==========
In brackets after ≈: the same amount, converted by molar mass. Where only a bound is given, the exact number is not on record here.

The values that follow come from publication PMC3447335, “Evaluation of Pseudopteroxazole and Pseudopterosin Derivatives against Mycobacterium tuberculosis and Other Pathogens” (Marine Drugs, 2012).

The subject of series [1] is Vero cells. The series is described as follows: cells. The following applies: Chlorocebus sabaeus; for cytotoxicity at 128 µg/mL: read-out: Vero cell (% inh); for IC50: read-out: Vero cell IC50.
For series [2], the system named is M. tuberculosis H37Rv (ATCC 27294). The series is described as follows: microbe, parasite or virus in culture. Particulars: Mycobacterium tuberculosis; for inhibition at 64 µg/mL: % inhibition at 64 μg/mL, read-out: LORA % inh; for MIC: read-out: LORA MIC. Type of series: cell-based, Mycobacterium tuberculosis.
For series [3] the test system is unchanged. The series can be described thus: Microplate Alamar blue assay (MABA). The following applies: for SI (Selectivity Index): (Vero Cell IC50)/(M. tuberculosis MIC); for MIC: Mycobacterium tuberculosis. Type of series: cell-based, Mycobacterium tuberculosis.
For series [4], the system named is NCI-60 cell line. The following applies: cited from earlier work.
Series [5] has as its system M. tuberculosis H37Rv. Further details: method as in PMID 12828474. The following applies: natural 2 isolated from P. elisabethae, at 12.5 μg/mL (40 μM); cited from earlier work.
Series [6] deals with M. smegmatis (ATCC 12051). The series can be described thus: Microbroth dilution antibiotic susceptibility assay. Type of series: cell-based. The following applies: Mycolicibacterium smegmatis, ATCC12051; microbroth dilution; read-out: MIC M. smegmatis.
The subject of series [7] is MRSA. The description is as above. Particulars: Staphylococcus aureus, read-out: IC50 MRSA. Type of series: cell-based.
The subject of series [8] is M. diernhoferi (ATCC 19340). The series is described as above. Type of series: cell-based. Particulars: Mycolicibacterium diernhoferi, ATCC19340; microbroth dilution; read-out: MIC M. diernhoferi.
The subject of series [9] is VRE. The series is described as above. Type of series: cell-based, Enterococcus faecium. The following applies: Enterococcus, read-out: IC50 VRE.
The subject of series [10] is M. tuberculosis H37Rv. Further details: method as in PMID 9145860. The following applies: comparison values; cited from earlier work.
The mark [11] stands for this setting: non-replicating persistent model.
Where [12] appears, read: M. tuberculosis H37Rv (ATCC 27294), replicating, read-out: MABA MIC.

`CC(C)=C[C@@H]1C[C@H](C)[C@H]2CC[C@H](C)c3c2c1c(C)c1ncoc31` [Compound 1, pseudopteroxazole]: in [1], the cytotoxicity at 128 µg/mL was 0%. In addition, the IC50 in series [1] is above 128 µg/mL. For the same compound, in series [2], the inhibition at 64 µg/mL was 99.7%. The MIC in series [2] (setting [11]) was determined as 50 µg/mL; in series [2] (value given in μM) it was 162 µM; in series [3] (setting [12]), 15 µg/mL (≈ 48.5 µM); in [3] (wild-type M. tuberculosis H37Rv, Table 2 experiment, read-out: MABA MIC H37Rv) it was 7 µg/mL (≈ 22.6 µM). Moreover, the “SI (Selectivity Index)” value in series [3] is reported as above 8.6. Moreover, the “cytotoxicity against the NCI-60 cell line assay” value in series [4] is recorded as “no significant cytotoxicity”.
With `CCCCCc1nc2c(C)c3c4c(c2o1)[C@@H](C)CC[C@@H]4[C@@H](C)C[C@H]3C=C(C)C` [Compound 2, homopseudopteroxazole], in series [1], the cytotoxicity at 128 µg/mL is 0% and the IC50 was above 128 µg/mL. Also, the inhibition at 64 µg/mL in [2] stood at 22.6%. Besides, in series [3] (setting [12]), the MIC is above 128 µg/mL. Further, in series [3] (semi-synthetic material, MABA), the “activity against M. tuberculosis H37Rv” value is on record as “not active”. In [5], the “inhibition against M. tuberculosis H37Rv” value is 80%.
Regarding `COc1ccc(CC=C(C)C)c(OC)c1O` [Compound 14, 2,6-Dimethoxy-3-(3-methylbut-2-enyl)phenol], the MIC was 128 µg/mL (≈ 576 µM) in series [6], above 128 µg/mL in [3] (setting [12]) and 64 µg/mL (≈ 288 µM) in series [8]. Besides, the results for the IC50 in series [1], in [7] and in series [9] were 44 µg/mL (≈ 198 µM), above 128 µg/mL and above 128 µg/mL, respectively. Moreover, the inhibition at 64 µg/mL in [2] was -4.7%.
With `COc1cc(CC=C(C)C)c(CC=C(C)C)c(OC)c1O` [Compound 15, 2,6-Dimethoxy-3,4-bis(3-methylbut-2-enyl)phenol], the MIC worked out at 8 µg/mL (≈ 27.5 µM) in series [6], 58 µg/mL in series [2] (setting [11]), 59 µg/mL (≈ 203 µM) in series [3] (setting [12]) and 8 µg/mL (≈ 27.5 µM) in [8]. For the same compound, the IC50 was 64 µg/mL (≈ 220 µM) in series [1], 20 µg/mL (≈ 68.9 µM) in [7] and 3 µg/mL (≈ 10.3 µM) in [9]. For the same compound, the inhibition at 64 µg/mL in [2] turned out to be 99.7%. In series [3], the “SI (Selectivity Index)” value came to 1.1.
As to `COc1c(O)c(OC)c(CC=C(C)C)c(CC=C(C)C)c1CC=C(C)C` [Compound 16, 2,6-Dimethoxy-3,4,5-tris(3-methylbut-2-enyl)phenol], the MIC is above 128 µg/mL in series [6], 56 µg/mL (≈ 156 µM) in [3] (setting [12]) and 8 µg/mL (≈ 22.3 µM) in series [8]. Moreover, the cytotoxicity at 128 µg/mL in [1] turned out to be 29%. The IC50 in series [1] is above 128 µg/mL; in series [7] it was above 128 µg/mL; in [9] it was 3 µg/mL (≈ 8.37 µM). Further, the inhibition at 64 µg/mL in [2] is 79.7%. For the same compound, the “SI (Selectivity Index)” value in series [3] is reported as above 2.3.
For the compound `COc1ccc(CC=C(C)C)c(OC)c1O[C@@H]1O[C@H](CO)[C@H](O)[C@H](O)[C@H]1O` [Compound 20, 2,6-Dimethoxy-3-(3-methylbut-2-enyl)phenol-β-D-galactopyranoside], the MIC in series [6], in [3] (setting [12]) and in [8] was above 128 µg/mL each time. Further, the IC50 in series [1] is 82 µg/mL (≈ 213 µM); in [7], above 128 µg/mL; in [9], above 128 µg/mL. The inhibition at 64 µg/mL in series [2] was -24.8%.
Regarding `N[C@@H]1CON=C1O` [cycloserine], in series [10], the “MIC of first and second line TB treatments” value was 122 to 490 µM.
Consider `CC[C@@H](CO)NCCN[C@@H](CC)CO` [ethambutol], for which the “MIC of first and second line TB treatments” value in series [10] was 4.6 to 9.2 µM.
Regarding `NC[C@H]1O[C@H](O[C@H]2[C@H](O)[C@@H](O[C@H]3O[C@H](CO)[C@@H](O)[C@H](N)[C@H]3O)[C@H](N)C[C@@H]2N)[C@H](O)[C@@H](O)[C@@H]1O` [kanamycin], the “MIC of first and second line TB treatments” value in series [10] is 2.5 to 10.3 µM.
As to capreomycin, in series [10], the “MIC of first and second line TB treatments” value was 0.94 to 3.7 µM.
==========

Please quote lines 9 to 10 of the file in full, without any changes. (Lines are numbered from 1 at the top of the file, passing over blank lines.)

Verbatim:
The subject of series [7] is MRSA. The description is as above. Particulars: Staphylococcus aureus, read-out: IC50 MRSA. Type of series: cell-based.
The subject of series [8] is M. diernhoferi (ATCC 19340). The series is described as above. Type of series: cell-based. Particulars: Mycolicibacterium diernhoferi, ATCC19340; microbroth dilution; read-out: MIC M. diernhoferi.